Historical evidence can he found at the Yarborough Cemetery where Thomas Paslow, a Belizean who actually fought in the battle, has been buried...Various old cannon recovered from St. George’s Caye and elsewhere say clearly that some serious fighting took place.

The Belize Archives Department in Belmopan has many documents which help tell the story of how the Baymen, the early Settlers, stood up to a formidable Spanish invading force and turned it back.

The Handbook of British Honduras, by Monrad Metzgen and H.E.C. Cain, the Brief Sketch of British Honduras, by John Burdon, former governor and the Book Shoulder to Shoulder by Monrad Metzgen, all talk about the wonderful exploits of the Baymen. These are all out of print and have been officially suppressed in favour of new revisionist history-making.

For more than 150 years no one questioned the veracity and scope of the Battle, but in the 1950s there arose a politician who wanted to advance his political cause and who felt the patriotic September Celebrations, which included a pledge of loyalty to the British Sovereign, were a distraction to the nationalism which he espoused. He wanted a forward-looking approach instead of a backward, nostalgic glance.

So he encouraged others to believe and said himself publicly that the 10th of September was “a myth”.

It is to be doubted whether this politician believed himself when he called the battle a myth, but we know he strove mightily to dissuade people from celebrating the historical event and even organised rival parades on the day of the 10th to focus people’s attention away from the 10th and on the political work ahead.

But that was an era which is gone. Belizeans no longer pledge allegiance to the British Sovereign on September 10, so it falls to this generation to bind up the wounds and move on - but not at the expense of denying our history or deprecating our past achievements.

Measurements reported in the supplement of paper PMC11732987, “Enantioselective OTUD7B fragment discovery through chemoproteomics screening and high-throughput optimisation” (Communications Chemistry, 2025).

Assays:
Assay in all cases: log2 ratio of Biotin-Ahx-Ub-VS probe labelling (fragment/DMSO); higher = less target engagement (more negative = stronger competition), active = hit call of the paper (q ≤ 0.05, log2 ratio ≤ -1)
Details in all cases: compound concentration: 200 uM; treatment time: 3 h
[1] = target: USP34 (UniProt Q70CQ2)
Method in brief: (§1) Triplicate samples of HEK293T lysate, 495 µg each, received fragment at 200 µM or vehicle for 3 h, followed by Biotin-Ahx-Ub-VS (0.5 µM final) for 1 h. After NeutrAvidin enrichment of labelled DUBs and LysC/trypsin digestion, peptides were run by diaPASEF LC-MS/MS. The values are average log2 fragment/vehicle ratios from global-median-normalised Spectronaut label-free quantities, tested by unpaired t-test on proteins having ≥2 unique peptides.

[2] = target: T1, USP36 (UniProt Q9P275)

This year marks the 208th. anniversary of the Battle of St. George’s Caye. We can keep our nationalism and we can keep our patriotism. The two events are homogeneous.They go well together. They are both part of our culture and heritage.

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#21628 - 09/08/06 02:14 PM Re: 1798: An event of visceral importance
Marty Offline
Thomas Paslow, Belizean Hero

Friday, 08 September 2006, The Reporter

The history books say that Thomas Paslow was one of those whom distinguished himself in the Battle of St.George’s Caye, and his tombstone at the Yarborough Cemetery in Belize City confirms this.

The message on his tombstone says Lt. Col.Thomas Paslow commanded the H.R.H. 2nd. Artillery. He was an Irishmen who came to Belize at the age of 26 and died at the age of 66, having spent 40 years in the service of the Settlement.

The tombstone recalls he fought gallantly and successfully against the Spaniards who invaded on the 10th September in 1798.

Thomas died on February 11, 1825, followed 12 years later by his beloved Clarisse, who reports say, was a black woman.